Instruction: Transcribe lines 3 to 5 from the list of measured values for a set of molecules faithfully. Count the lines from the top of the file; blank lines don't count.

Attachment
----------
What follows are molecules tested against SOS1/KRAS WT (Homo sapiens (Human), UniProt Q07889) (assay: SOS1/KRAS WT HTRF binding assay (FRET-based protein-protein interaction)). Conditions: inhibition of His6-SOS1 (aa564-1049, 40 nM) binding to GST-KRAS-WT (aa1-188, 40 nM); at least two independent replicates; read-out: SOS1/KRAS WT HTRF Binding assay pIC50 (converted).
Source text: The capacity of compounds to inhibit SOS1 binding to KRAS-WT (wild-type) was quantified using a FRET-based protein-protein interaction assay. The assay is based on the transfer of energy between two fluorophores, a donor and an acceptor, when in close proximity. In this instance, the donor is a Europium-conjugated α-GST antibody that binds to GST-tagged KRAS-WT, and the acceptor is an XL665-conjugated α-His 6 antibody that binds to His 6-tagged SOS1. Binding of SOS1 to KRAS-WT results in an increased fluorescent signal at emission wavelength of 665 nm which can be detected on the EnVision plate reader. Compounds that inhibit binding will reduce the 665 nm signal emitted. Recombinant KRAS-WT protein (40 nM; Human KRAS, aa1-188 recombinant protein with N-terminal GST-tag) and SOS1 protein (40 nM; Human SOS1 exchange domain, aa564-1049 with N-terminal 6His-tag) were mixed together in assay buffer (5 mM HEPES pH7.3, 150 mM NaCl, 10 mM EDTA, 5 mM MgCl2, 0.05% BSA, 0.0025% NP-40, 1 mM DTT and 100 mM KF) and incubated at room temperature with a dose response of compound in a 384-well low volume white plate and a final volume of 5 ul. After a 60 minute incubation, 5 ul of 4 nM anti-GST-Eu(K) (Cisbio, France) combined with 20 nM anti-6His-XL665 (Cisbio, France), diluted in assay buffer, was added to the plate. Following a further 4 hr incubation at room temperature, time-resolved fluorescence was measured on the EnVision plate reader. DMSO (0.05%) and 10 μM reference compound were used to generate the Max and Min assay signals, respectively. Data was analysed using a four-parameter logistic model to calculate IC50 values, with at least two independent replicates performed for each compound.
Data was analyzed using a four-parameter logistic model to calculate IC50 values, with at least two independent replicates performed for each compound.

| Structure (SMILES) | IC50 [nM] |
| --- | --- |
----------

Data was analyzed using a four-parameter logistic model to calculate IC50 values, with at least two independent replicates performed for each compound.

| Structure (SMILES) | IC50 [nM] |
| --- | --- |